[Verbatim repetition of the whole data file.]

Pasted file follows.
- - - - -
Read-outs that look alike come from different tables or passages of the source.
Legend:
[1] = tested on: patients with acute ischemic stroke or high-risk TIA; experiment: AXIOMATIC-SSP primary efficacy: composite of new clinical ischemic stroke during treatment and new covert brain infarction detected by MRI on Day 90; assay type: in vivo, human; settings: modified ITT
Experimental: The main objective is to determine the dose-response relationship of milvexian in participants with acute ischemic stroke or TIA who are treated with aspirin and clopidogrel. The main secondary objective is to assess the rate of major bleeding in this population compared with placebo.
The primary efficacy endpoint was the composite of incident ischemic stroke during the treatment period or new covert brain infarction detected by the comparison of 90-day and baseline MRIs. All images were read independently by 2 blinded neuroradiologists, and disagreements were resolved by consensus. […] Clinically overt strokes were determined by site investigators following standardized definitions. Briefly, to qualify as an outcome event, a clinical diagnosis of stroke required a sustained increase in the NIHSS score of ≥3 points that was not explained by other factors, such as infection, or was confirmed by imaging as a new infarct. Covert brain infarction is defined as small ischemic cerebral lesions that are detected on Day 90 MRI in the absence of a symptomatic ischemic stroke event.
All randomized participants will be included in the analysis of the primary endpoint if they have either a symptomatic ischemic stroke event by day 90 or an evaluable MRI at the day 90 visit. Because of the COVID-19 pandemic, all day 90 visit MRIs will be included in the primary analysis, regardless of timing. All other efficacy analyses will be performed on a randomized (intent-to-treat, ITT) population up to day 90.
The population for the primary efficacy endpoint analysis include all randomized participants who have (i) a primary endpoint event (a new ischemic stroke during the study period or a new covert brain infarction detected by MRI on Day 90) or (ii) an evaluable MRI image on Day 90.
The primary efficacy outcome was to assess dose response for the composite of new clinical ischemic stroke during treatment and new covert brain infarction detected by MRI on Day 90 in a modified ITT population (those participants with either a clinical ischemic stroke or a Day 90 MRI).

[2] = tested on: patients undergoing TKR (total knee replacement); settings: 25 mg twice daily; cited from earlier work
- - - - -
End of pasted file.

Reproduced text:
Read-outs that look alike come from different tables or passages of the source.
Legend:
[1] = tested on: patients with acute ischemic stroke or high-risk TIA; experiment: AXIOMATIC-SSP primary efficacy: composite of new clinical ischemic stroke during treatment and new covert brain infarction detected by MRI on Day 90; assay type: in vivo, human; settings: modified ITT
Experimental: The main objective is to determine the dose-response relationship of milvexian in participants with acute ischemic stroke or TIA who are treated with aspirin and clopidogrel. The main secondary objective is to assess the rate of major bleeding in this population compared with placebo.
The primary efficacy endpoint was the composite of incident ischemic stroke during the treatment period or new covert brain infarction detected by the comparison of 90-day and baseline MRIs. All images were read independently by 2 blinded neuroradiologists, and disagreements were resolved by consensus. […] Clinically overt strokes were determined by site investigators following standardized definitions. Briefly, to qualify as an outcome event, a clinical diagnosis of stroke required a sustained increase in the NIHSS score of ≥3 points that was not explained by other factors, such as infection, or was confirmed by imaging as a new infarct. Covert brain infarction is defined as small ischemic cerebral lesions that are detected on Day 90 MRI in the absence of a symptomatic ischemic stroke event.
All randomized participants will be included in the analysis of the primary endpoint if they have either a symptomatic ischemic stroke event by day 90 or an evaluable MRI at the day 90 visit. Because of the COVID-19 pandemic, all day 90 visit MRIs will be included in the primary analysis, regardless of timing. All other efficacy analyses will be performed on a randomized (intent-to-treat, ITT) population up to day 90.
The population for the primary efficacy endpoint analysis include all randomized participants who have (i) a primary endpoint event (a new ischemic stroke during the study period or a new covert brain infarction detected by MRI on Day 90) or (ii) an evaluable MRI image on Day 90.
The primary efficacy outcome was to assess dose response for the composite of new clinical ischemic stroke during treatment and new covert brain infarction detected by MRI on Day 90 in a modified ITT population (those participants with either a clinical ischemic stroke or a Day 90 MRI).

[2] = tested on: patients undergoing TKR (total knee replacement); settings: 25 mg twice daily; cited from earlier work